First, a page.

The Caplan Topaz crystal

How to use the mindat.org media viewer

Click/touch this help panel to close it.

Welcome to the mindat.org media viewer. Here is a quick guide to some of the options available to you. Different controls are available depending on the type of media being shown (photo, video, animation, 3d image)

Controls - all media types

Zoom in and out of media using your mousewheel or with a two-finger 'resize' action on a touch device.

Use the mouse or your finger to drag the image or the view area of the image around the screen.

< and > at the left and right hand side of the screen move forwards and backwards for the other images associated with the media you selected. Usually this is for further photos of the same specimen. Keyboard shortcuts: use the left and right arrow keys.

> in the bottom center, raises the information box giving details and further options for the media, < at the top of this box then hides it. Keyboard shortcuts: use the up and down arrow keys.

? opens this help window. Keyboard shortcuts: use the H key or the ? key.

Other keyboard shortcuts:

1Fit image to screen
2Fill screen with image
5Display at full resolution
<Make background darker
>Make background lighter
spaceHide/dim titles and buttons

Controls - Video

Video files have a standard set of video controls: - Reset to start, - Skip back, - Play, - Pause, - Skip forwards. Keyboard shortcuts: You can stop/start video play with the P key.

Controls - Animation (Spin Rotation)

Animation (usually 360 degree spin rotations) have their own controls: - enable spin mode. Note that while images are loading this option will not be available but will be automatically activated when the animation has loaded. Once active you can spin the image/change the animation by moving your mouse or finger on the image left/right or by pressing the [ or ] keys.

The button switches to move mode so that you can use your mouse/fingers to move the image around the screen as with other media types.

The button, or the P key will start playing the animation directly, you can interrupt this by using the mouse or finger on the image to regain manual movement control.

Controls - 3D Stereoscopic images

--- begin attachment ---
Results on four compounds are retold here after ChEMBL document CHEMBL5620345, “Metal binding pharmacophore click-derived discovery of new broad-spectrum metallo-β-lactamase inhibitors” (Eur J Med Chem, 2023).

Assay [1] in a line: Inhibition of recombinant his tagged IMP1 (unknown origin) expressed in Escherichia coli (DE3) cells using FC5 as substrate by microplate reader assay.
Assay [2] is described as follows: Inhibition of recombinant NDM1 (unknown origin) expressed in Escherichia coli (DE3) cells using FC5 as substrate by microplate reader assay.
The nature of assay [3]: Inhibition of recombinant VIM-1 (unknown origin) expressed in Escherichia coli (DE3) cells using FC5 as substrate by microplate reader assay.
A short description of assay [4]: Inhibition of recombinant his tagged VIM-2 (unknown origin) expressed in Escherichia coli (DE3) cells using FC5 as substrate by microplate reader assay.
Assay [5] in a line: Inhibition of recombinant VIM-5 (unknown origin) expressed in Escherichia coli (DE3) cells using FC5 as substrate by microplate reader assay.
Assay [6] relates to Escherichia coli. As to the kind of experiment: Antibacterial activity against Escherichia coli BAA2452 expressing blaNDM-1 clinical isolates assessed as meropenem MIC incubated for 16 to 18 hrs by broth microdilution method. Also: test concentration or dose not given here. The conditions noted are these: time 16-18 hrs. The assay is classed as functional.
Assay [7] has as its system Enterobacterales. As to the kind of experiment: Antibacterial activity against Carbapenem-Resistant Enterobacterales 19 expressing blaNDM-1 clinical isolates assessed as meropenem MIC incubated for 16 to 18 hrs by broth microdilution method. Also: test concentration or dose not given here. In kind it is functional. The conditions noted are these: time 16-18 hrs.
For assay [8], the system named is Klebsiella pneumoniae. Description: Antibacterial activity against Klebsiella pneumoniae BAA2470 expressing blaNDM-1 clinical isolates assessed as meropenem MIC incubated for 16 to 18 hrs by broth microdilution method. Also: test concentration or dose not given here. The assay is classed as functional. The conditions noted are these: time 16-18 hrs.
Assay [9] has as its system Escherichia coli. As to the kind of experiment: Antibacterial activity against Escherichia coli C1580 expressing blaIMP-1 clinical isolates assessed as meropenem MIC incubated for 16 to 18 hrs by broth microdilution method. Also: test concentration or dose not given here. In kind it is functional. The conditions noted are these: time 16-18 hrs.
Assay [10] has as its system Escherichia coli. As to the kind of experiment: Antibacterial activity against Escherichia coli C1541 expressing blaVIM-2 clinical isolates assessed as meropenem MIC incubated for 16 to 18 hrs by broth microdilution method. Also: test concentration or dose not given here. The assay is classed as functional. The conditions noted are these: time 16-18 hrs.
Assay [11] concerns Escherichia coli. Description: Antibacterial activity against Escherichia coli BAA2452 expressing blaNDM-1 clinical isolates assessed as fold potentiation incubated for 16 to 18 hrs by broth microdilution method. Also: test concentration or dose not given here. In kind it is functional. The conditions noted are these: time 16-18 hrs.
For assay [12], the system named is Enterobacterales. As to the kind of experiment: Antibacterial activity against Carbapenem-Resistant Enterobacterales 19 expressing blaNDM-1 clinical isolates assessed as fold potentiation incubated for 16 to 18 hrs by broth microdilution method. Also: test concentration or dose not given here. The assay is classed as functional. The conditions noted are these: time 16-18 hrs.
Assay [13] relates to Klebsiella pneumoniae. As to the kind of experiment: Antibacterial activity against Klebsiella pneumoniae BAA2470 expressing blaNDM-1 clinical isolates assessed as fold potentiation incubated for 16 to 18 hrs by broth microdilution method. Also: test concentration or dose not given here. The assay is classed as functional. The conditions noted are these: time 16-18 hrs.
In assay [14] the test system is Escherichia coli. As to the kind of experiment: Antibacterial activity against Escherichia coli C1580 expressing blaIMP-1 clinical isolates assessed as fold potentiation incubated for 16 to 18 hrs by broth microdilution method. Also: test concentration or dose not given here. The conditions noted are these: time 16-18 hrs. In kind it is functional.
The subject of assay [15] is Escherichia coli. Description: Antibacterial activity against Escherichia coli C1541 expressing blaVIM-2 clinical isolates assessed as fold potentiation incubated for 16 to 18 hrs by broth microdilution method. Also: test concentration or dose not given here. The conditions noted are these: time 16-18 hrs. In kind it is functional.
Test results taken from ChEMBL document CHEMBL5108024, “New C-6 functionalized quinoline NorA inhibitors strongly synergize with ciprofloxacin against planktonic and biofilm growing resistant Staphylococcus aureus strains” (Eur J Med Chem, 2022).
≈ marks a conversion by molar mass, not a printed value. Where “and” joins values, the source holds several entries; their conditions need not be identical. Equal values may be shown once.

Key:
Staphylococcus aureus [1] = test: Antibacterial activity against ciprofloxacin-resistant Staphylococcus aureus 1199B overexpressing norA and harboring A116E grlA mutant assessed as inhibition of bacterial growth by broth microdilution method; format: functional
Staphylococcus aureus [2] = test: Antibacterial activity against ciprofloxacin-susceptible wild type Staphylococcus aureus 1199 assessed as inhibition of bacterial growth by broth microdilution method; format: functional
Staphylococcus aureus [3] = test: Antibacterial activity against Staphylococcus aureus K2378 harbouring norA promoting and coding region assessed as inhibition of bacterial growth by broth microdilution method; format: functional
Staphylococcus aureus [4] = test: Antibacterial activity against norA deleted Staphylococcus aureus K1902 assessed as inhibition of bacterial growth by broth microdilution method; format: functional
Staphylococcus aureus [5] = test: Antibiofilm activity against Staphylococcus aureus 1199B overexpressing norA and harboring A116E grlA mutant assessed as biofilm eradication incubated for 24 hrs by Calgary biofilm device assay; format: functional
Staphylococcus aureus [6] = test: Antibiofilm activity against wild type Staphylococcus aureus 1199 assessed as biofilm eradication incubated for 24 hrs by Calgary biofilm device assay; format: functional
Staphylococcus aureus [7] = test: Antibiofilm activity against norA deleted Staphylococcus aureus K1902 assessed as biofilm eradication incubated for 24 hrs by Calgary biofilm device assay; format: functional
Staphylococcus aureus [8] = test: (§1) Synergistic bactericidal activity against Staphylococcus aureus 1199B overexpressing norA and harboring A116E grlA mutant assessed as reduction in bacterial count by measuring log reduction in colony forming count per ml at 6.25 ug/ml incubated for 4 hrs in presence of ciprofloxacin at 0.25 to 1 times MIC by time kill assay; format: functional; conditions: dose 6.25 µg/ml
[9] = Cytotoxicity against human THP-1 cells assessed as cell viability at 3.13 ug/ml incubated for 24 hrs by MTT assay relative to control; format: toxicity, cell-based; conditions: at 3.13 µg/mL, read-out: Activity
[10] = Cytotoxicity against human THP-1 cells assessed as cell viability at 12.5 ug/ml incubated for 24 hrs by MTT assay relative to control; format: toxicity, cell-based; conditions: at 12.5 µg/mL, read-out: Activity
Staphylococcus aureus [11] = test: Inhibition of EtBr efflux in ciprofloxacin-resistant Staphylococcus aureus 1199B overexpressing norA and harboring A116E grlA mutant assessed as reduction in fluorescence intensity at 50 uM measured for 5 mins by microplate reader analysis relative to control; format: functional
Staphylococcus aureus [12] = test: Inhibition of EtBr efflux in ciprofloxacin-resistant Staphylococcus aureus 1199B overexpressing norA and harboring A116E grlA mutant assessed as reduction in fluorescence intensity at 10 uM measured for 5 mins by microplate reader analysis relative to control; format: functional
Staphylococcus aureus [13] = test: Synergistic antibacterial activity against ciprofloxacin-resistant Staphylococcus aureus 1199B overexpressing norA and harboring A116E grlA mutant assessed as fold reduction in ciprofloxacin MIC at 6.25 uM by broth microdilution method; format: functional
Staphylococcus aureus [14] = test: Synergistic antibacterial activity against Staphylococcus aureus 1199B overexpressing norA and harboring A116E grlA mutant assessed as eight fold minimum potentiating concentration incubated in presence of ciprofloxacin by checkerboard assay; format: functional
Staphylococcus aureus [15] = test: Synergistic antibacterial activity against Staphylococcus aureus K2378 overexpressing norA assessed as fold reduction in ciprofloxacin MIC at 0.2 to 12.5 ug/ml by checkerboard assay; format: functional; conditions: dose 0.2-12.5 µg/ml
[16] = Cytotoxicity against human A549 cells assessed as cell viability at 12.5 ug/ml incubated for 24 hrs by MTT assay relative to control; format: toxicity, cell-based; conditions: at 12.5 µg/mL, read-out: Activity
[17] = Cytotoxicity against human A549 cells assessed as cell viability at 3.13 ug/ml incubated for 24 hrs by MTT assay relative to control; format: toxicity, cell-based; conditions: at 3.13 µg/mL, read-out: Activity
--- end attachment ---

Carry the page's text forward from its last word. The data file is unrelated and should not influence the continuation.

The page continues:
Stereoscopic 3D image viewing requires a suitable 3D television or monitor correctly configured for your computer. Passive 3D systems such as LG 3DTVs are the easiest to configure for this.

To enable/disable 3D stereo display of a compatible stereo pair image press the 3 key. If the left/right images are reversed on your display (this often happens in full-screen mode) press the 4 key to reverse them.

Summary of all keyboard shortcuts

1Fit image to screen
2Fill screen with image
3Switch to 3D display of stereo pair
4Switch left/right images in 3D mode
5Display at full resolution
<, >Make background darker/lighter
H or ?Show/hide this help page
PPlay/Pause Video or Animation
[, ]Backwards/forwards one frame (Animation only)
up arrowShow information box
down arrowHide information box
left arrowPrevious image/media page
right arrowNext image/media page
spaceHide/dim titles and buttons

Copyright © 2014 Jake Harper

The Caplan Topaz crystal

Copyright © 2014 Jake Harper  - This image is copyrighted. Unauthorized reproduction prohibited.

My favorite specimen in the hall is the Caplan Topaz. Keeping watch over the Hall at the top of the stairs like a glowing sentinel, this remarkable crystal has a rich and interesting history dating from the 1930's.
There is an fascinating interview with Allen Caplan in an old MR issue that records his discovery and eventual deposition of these remarkable topaz crystals with museums. Upon arrival at the AMNH, this giant, 596 pound topaz crystal received a particularly humorous reception as it was first unpacked upside down as Allen Caplan describes here:
"Finally they arrived and I had the crates opened at the customs office. I was shocked to find that the big crystal had no termination; it was just a big, 596 pound cleavage! And I thought, well, I really got clipped here. Permission was given to move the crates to the basement at the American Museum, and I was a lot happier when I opened them this time, right side up. There I saw the termination and realized that the crate had been opened upside down at customs. So I felt pretty good."

To read the rest of this highly entertaining and educational review with Allen Caplan see:
The Mineralogical record, Vol. 11, No. 6, November - December 1980.

This photo has been shown 319 times
Photo added:19th Dec 2014
Dimensions:900x675px (0.61 megapixels)
Date/Time of Photo:23rd Aug 2014 14:45:36
Exposure time:1/8s
Focal Length:4mm
ISO speed:400
View Jake Harper's Photos
Mineral and/or Locality  
Mindat.org is an outreach project of the Hudson Institute of Mineralogy, a 501(c)(3) not-for-profit organization. Public Relations by Blytheweigh.
Copyright © mindat.org and the Hudson Institute of Mineralogy 1993-2019, except where stated. Mindat.org relies on the contributions of thousands of members and supporters.
Privacy Policy - Terms & Conditions - Contact Us Current server date and time: March 19, 2019 08:19:02